We know that what we eat affects our risk of developing certain types of cancer. A new study offers new arguments to support a diet low in meat.
We know that what we eat affects our risk of developing certain types of cancer. A new study offers new arguments to support a diet low in meat: in an analysis of nearly 60,000 individuals, vegetarians were less likely to develop certain forms of cancer, including bladder, stomach, non-Hodgkin’s lymphoma and multiple myeloma. On the other hand, a vegetarian diet did not protect against bowel cancer, a major killer.
The study results suggest that 33 people in 100 will develop cancer during their lifetime, whereas that risk may be reduced to 29 in 100 for those who do not eat meat. In this study, the risk of developing cancer of the lymph or blood was reduced by 50 percent in vegetarians, and the risk of stomach cancer was reduced by 66 percent. The lower risk of stomach cancer was not surprising, as it was already known that eating processed meats (particularly deli meats) and large amounts of red meat is associated with an increased risk of developing this type of tumour. Certain chemical compounds found in these foods may damage DNA, while high cooking temperatures may produce carcinogens.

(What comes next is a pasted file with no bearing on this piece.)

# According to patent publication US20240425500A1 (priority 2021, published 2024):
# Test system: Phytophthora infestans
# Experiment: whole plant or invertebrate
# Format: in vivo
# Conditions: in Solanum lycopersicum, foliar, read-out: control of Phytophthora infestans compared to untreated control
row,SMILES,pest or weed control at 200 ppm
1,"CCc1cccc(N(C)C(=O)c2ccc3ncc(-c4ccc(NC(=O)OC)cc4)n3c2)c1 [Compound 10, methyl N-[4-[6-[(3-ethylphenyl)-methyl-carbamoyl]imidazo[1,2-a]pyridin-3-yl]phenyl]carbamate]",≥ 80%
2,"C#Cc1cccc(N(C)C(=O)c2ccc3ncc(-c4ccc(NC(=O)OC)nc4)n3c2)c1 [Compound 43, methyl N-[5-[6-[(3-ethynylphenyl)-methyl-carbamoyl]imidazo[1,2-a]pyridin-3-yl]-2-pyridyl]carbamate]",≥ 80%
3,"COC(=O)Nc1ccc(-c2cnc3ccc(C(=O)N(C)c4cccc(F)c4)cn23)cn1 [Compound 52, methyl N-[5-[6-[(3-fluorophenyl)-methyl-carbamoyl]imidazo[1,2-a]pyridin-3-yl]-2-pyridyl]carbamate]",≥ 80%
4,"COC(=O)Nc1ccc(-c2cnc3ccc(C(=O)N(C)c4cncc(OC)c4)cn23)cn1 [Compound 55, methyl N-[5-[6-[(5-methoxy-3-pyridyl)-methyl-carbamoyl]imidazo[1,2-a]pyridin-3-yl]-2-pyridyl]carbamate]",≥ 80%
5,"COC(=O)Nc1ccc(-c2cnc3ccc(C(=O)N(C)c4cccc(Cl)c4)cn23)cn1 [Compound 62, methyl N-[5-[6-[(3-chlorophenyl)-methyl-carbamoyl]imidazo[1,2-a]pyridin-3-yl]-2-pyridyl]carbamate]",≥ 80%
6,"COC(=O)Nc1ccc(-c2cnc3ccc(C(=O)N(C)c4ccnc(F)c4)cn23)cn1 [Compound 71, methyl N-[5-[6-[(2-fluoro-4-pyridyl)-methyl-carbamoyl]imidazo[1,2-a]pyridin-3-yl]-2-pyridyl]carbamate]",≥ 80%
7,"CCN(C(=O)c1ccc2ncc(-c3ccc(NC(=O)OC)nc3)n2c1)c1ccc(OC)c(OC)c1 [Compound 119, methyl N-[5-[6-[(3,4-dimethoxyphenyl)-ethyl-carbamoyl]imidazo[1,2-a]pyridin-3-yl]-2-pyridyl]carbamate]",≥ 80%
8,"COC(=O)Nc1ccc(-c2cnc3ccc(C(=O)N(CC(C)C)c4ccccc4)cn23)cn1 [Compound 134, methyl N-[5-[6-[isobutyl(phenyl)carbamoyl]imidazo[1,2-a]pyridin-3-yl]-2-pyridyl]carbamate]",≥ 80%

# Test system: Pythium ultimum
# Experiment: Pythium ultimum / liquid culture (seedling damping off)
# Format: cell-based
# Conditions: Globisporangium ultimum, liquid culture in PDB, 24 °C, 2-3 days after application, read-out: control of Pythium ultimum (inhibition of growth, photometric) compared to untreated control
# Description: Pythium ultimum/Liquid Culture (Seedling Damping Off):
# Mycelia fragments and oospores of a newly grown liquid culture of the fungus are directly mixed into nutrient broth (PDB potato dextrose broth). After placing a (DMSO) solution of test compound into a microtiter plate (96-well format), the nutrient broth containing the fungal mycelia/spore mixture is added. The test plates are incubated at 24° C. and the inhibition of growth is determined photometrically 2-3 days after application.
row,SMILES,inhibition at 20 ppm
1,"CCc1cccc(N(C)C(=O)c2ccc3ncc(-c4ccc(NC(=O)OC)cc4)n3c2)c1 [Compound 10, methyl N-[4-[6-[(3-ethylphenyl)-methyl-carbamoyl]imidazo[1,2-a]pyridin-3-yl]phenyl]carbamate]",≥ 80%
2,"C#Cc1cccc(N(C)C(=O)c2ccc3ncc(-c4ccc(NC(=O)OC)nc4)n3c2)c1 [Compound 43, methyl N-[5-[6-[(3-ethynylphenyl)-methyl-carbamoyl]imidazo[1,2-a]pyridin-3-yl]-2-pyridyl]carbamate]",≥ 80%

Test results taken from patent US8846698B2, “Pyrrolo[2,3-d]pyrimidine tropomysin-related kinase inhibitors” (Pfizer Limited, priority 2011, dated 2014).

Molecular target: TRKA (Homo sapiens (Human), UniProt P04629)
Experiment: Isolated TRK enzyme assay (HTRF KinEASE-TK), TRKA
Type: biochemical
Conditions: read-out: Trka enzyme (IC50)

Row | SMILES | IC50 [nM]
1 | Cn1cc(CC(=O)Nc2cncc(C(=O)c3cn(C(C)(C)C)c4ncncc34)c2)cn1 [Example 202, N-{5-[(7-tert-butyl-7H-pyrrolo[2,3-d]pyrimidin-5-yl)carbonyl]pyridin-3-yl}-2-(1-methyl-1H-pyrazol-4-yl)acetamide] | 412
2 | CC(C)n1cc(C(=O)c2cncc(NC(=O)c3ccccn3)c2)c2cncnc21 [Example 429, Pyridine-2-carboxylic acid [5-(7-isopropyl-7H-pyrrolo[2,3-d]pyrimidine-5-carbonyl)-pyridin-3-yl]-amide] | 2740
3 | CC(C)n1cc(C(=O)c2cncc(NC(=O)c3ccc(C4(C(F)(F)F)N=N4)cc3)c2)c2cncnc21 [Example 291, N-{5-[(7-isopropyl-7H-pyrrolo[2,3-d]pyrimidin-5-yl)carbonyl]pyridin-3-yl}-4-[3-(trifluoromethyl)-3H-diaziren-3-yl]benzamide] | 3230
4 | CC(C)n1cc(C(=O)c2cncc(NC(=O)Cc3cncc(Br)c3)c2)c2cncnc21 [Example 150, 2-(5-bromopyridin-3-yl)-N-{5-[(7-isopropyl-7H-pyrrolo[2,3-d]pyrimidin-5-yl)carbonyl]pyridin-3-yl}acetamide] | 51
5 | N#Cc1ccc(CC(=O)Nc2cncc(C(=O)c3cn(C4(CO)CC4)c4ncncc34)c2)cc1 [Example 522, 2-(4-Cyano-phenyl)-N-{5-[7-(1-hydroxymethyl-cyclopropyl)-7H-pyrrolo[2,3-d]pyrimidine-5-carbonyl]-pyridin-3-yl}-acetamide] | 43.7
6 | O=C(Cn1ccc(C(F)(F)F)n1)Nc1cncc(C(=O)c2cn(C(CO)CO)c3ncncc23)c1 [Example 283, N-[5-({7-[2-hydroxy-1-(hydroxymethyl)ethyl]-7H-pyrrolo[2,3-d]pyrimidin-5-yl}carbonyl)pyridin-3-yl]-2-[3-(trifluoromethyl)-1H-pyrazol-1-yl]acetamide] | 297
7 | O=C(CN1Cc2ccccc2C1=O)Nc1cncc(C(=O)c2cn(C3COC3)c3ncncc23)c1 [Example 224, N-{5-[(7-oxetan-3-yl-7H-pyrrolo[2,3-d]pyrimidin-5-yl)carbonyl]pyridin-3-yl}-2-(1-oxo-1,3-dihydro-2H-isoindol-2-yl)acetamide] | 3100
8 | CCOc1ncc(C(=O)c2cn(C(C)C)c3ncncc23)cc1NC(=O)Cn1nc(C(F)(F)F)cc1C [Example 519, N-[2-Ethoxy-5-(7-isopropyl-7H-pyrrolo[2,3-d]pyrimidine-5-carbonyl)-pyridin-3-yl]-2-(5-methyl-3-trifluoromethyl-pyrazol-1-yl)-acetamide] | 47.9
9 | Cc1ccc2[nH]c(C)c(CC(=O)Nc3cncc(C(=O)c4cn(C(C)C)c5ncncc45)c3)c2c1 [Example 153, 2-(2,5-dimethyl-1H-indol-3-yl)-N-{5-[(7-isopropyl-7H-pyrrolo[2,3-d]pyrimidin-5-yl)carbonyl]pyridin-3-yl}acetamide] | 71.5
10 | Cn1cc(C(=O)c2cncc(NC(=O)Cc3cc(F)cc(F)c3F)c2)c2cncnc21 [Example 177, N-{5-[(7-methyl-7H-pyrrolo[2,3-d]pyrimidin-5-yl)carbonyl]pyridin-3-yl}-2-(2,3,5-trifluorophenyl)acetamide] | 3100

Do we have to become vegetarians? Not necessarily. There is no need to eliminate all meat from our diet, as it contains several important nutrients. However, this study adds more evidence to what we already knew, namely that a diet that is low in red meat and high in fibre, fruit and vegetables is beneficial to our health, especially when it comes to preventing cancer and cardiovascular disease.
While vegetarians tend to eat a diet low in fat and high in fruit, vegetables and fibre, they must plan their meals carefully in order to avoid deficiencies in proteins and some essential vitamins that are abundant in meat. The best solution for our health is certainly to show moderation with regards to our meat intake. Fish and legumes are delicious alternatives!